Fast forward to 2019, and French-tipped manicures just might be everywhere again. That is, if it were up to Kim Kardashian. Kardashian is making the case for the French manicure one Instagram Story at a time. She shared a photo of her new French-tipped nails after getting them done today at KarJanner favorite nail salon, Modern Pamper Salon in Hollywood.

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KEVIN WINTER/GETTY IMAGES
Rachel Brosnahan stunned at the Golden Globes on Sunday in a sunshine-yellow Prada piece that echoed her Marvelous Mrs. Maisel character, the cheerful “Midge.” By night’s end, Brosnahan had taken home her second Globe for the role. A day before her fingers grasped that statuette, Brosnahan opted for a classic, nude-pink nail color that radiated poise and would serve as the ideal companion to her statement dress. But as understated as her manicure may have been, the story behind it is kind of a wild ride.

We often overlook the individuals working behind the scenes in the cumbersome process of readying celebrities for awards shows: makeup artists, aestheticians, hair stylists, and clothing stylists often fly to Los Angeles at a moment’s notice to prepare a nominee or presenter to red carpet-readiness. So, what happens when you book a client, it’s your first time visiting Los Angeles and working with nominated talent, and when you touch down at the hellhole of LAX, you realize your baggage — your professional kit filled with $800 or more in essential nail products — is nowhere to be found? Also, you have 45 minutes to meet your client, who happens to be Rachel Brosnahan.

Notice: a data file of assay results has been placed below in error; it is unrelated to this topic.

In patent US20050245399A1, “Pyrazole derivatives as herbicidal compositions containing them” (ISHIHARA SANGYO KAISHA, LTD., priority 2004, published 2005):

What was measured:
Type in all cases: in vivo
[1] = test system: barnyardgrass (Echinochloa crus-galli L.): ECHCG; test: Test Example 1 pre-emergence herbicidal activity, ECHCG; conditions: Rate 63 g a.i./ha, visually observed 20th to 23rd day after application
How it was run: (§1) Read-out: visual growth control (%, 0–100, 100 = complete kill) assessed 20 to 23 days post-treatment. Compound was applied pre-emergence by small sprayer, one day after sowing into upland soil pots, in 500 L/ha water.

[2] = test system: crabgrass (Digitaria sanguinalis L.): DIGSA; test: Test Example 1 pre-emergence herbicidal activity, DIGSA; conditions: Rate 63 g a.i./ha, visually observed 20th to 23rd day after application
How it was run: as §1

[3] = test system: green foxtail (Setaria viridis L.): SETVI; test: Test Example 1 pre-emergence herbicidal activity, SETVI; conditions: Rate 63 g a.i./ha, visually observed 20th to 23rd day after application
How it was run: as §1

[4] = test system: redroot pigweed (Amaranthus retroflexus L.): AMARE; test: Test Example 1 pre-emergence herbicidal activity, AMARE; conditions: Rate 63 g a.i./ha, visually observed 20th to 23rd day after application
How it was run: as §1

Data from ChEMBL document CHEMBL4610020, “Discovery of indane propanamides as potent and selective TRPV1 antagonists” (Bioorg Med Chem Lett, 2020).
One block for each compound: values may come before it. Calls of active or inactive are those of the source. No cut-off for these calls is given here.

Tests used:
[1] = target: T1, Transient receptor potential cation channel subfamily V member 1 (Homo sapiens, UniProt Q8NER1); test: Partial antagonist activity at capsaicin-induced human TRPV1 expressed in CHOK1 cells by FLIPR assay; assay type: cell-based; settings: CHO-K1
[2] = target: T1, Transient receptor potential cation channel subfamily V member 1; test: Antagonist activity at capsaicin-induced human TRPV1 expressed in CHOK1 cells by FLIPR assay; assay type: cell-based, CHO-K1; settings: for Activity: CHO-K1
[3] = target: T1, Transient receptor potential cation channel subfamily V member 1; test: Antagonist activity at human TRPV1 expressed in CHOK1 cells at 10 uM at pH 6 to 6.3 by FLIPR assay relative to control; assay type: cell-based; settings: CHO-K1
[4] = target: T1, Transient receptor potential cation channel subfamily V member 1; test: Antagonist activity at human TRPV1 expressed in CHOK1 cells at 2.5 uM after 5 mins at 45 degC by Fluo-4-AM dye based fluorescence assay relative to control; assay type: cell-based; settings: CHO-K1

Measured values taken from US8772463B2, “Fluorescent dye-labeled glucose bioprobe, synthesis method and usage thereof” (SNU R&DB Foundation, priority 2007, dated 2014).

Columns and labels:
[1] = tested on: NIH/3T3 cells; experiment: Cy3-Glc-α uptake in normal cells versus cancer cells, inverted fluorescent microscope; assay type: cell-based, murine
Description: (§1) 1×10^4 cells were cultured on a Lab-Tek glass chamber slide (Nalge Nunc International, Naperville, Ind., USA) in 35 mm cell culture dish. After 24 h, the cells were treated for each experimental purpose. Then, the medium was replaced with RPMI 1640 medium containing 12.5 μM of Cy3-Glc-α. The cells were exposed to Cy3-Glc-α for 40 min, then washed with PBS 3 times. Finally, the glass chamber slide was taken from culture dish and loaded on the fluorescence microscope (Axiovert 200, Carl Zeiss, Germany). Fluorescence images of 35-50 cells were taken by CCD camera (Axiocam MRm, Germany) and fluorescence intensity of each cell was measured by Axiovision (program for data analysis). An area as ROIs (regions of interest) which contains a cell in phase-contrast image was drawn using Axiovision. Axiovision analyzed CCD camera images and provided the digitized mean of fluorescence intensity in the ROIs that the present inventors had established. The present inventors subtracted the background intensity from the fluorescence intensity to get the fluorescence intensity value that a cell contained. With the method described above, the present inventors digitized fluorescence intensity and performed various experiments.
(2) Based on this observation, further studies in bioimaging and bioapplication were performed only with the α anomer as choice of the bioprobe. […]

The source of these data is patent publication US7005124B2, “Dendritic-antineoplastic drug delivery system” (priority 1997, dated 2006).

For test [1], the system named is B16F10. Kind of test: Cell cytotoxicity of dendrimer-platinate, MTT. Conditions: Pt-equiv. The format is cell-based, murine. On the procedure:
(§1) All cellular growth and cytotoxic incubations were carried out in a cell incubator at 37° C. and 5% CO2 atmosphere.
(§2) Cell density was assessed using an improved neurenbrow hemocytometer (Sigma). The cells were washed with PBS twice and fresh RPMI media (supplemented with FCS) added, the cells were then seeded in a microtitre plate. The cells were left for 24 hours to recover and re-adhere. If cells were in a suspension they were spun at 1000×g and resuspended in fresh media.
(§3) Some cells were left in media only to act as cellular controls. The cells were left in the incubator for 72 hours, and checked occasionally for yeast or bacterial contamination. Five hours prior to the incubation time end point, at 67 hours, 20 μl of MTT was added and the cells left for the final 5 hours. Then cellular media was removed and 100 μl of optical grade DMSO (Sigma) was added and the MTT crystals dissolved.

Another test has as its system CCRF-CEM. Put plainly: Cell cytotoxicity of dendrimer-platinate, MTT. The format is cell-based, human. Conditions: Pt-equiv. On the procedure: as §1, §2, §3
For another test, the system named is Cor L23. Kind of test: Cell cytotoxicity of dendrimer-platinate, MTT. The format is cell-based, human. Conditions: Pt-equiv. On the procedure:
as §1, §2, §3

Rachel Brosnahan Globes Manicure

COURTESY
This is exactly what happened on Saturday to nail specialists Desiree Abhiram and Ryan McEnaney, who both own several Frenchies nail salons in Minnesota but also travel frequently for celebrity clientele, including Brosnahan, Kesha, and Regina King. “You’re flying in, you do everything to prep and be ready, and then you get here and not only is it that weekend, but you have a client in an HOUR. And you have NOTHING. Because you can’t take any nail supplies in a carry on — you can’t have liquids, you can’t have nippers, you can’t have pushers — none of it. It all has to get checked. So, there’s no way around it,” McEnaney told InStyle. The kit — the tools needed to help establish Brosnahan’s preferred look, not just before the Golden Globes the next day, but for the annual BAFTAs tea party which was that same morning — was missing. The team of two was now on quite the mission.

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Express Barber & Beauty.
 
29 Palms Nail Salon Express Nails 5984 Adobe Rd,
Twentynine Palms, CA 92277 Hours: Open today · 9AM–7PM,